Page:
The head of Police Scotland has said the sooner the investigation into the SNP’s finances is done “the better for everyone involved”.
Sir Iain Livingstone, who is set to retire next week, said a conclusion to the long-standing probe would ensure “evidence and facts” are listened to over “rumours and innuendo”.
The police investigation into the SNP – dubbed Operation Branchform – is looking into how £600,000 of crowdfunding cash for independence campaigning was spent.
Earlier this year, former party chief executive Peter Murrell, then party treasurer Colin Beattie and former first minister Nicola Sturgeon were arrested in relation to the probe, all being released without charge pending further investigation.
The arrest of Murrell also resulted in a search of the home he shares with Sturgeon near Glasgow.
Speaking to the BBC, Livingstone said: “We are duty bound to investigate matters if they are reported to us.
“Our action and our investigation is in the interests of everybody involved because it will clarify facts and deal with evidence and facts as opposed to rumour and innuendo.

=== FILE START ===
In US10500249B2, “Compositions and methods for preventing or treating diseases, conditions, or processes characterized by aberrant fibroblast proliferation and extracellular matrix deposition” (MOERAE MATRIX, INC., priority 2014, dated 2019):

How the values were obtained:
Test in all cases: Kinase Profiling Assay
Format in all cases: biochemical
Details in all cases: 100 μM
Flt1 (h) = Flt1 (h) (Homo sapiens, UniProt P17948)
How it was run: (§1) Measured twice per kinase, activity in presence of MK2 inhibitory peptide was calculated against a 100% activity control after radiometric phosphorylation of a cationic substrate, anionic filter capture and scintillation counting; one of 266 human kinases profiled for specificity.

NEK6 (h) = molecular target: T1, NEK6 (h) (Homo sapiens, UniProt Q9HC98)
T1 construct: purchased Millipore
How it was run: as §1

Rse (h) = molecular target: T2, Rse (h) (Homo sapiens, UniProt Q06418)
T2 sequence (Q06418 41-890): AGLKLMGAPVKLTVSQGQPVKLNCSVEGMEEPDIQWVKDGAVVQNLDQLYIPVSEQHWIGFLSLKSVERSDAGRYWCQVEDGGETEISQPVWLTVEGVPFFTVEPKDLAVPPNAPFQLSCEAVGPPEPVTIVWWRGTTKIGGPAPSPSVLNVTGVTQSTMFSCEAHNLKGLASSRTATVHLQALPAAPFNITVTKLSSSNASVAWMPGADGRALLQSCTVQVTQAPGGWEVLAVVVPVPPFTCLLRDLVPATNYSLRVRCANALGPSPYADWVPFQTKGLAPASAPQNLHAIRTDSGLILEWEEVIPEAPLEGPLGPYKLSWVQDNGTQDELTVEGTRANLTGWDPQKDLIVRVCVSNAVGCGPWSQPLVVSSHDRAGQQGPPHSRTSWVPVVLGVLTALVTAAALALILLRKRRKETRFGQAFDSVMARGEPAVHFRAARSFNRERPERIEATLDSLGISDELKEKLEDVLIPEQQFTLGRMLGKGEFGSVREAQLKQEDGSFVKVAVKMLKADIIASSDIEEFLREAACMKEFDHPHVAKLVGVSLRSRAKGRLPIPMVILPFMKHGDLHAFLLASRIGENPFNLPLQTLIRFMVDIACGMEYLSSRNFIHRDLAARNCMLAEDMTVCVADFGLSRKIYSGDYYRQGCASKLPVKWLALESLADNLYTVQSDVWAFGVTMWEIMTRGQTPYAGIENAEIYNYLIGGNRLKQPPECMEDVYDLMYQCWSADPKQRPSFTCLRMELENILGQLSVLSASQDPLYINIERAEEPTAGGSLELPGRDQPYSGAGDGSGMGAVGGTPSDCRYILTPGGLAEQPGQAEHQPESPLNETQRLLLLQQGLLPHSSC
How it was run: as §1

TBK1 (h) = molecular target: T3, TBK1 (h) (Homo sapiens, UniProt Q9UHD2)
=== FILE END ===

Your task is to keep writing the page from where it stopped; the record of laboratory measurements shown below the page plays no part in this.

“So the sooner this investigation is concluded, the better for everyone involved.”
The chief constable said the investigation has not been have not been impacted by politics.
“These are difficult challenges but I would fiercely reject any sense that I, as an individual, am motivated through any political perspective,” he said.
“I am not. Not for a second. My priorities are the rule of law and public safety.”
He said the ongoing probe had not impacted his relationship with the Scottish Government.
Ministers at Holyrood, he said, “recognise the operational independence of the chief constable”.
“I would rightly be criticised if I hadn’t conducted this investigation with the rigour that we are doing because I would have been seen as neglecting my duty,” he said. “That has not happened.”
Livingstone will step down next week and will be replaced by Jo Farrell, who is the current chief constable of Durham Constabulary.
She will become Police Scotland’s first female chief constable.